How Long Does A Tour Take At Wieliczka Salt Mine? I would give yourself at least 3 hours for the tour itself, which will show you only about 1% of the total size of the mine. Then 2-3 hours to tour the adorable town of Wieliczka. It has a lot of charm to it, and buildings and shops that are intricately tied to the history of the mine. Between getting to the mine, taking the tour, and then grabbing lunch there, it is at least a 1/2 day tour.
In total you will be walking about 2.18 miles (3.5km) on your tour of the mine. There are toliets available here at certain points on the tour, and you can leave the tour at those points as well if it becomes too much.
Temperature of Wieliczka Salt Mine: The mine is 443 feet (125m) underground so the temperature is actually warmer than you would think, a balmy 57 F (14C). I wore a light jacket and was just fine, I even took it off at a few points because of the humidity from the moisture in the mine.
Number of Steps In the Wieliczka Salt Mine: There are over 800 steps in the Salt Mine, but when you go on a guided tour, you get to use the lift. Let me explain, all the steps you will encounter in the Wieliczka Salt Mine are only ones you have to descend. This place is visited by over 1 million visitors per year, and they have made it pretty accessible to even the most arthritic knees.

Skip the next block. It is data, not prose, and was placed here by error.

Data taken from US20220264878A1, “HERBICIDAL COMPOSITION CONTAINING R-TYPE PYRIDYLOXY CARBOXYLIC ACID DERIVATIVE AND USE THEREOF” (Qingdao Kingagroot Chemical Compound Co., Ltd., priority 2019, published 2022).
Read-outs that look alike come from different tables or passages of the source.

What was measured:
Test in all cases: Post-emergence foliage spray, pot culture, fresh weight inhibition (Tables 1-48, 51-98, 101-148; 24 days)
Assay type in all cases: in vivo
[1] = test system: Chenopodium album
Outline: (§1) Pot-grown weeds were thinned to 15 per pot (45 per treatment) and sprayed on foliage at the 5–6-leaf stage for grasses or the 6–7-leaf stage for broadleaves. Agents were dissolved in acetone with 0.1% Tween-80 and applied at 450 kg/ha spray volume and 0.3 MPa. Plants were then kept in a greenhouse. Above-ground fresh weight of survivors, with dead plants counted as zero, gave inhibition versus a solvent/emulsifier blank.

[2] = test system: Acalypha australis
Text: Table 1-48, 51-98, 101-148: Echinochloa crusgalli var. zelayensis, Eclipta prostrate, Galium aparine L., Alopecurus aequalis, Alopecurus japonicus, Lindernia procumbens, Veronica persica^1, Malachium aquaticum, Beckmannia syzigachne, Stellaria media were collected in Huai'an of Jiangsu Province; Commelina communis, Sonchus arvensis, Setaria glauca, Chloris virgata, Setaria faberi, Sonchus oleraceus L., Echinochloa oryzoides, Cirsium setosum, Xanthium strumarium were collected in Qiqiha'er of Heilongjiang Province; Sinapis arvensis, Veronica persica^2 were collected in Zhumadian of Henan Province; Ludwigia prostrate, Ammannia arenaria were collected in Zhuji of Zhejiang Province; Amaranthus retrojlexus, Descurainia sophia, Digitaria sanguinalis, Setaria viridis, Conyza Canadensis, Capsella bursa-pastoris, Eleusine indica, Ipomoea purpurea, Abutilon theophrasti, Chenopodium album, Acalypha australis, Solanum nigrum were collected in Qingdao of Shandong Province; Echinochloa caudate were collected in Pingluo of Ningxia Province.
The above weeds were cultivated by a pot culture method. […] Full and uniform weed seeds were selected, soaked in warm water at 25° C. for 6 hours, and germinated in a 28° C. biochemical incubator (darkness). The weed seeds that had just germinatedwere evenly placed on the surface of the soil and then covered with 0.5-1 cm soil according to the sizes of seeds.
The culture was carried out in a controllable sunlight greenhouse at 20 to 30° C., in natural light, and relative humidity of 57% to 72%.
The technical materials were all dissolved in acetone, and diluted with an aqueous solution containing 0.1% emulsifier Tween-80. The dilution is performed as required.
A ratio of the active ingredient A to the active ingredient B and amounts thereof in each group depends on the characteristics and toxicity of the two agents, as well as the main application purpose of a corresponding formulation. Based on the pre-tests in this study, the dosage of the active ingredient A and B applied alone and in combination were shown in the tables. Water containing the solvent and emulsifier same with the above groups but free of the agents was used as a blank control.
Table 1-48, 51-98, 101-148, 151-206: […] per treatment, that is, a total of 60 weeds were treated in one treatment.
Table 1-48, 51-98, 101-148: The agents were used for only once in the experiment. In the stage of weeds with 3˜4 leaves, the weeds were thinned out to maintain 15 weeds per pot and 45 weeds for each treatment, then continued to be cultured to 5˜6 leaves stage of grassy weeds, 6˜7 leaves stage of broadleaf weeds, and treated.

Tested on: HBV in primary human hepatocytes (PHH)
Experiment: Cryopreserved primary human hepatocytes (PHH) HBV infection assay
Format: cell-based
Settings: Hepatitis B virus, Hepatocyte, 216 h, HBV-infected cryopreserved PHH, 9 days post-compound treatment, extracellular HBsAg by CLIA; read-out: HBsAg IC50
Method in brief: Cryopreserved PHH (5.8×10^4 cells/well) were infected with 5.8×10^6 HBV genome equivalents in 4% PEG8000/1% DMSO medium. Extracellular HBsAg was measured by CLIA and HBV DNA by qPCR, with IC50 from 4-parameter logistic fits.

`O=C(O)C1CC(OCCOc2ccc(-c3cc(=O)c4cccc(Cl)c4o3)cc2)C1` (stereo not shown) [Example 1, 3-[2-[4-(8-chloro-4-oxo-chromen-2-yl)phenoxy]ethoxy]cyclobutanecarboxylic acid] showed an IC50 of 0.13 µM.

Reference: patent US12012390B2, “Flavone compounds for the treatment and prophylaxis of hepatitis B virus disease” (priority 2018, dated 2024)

I don't know precisely about wheelchair or walker access, but for about 60% of the mine, I wouldn't see that being a huge issue. They allow service animals, and ask that you contact them before bringing your animal at email@example.com .
Quick Historical Fact About Wieliczka Salt Mine
This mine was in operation from the 13th Century, up until 1996. It is full of ramparts, sculptures, art, cafe, cathedrals, multiple chapels, a Museum and even a lake! It almost felt like I was walking into a scene from Lord of the Rings. I was anticipating a dwarf or Smeagle to jump out of the corners or tunnels.
In the 13th century, Salt was better than a Gold Mine. Salt is the flavor of life and everyone needed some of it for treating fish so they would keep, flavoring foods, and so many other uses. Naturally these mines were run by nobles, so be sure to stop by the Wieliczka Castle nearby on your way out.